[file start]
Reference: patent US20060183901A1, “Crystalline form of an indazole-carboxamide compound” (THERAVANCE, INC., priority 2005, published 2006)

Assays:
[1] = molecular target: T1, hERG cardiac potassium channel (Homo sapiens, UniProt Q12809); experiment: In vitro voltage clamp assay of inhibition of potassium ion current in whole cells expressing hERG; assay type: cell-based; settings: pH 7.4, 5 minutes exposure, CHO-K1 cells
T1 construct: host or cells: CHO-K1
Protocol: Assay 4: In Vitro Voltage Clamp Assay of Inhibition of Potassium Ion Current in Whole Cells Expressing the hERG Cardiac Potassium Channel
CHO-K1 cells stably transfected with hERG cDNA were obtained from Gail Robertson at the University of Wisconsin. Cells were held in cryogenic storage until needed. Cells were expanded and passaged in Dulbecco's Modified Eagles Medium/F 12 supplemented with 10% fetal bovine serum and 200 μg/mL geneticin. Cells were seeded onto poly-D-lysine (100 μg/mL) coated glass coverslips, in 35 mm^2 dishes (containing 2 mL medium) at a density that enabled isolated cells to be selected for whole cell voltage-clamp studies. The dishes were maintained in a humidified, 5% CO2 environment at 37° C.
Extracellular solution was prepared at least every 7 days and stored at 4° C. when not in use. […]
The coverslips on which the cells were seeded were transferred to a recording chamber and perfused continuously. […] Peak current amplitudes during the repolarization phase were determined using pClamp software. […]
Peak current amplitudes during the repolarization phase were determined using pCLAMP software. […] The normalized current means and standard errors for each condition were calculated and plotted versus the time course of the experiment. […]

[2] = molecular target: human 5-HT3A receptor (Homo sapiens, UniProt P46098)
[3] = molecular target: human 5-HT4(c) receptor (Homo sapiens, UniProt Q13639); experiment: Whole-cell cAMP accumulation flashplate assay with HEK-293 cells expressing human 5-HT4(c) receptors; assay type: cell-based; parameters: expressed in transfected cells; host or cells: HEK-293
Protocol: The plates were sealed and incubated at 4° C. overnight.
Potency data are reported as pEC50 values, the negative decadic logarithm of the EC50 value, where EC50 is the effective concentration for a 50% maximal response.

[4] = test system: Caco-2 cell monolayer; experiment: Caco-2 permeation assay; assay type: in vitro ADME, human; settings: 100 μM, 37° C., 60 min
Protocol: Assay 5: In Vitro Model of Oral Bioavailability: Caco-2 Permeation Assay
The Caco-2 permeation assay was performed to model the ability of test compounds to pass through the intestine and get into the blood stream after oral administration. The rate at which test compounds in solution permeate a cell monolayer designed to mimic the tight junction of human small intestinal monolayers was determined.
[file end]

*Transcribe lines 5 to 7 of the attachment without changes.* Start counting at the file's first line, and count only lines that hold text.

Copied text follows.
Protocol: Assay 4: In Vitro Voltage Clamp Assay of Inhibition of Potassium Ion Current in Whole Cells Expressing the hERG Cardiac Potassium Channel
CHO-K1 cells stably transfected with hERG cDNA were obtained from Gail Robertson at the University of Wisconsin. Cells were held in cryogenic storage until needed. Cells were expanded and passaged in Dulbecco's Modified Eagles Medium/F 12 supplemented with 10% fetal bovine serum and 200 μg/mL geneticin. Cells were seeded onto poly-D-lysine (100 μg/mL) coated glass coverslips, in 35 mm^2 dishes (containing 2 mL medium) at a density that enabled isolated cells to be selected for whole cell voltage-clamp studies. The dishes were maintained in a humidified, 5% CO2 environment at 37° C.
Extracellular solution was prepared at least every 7 days and stored at 4° C. when not in use. […]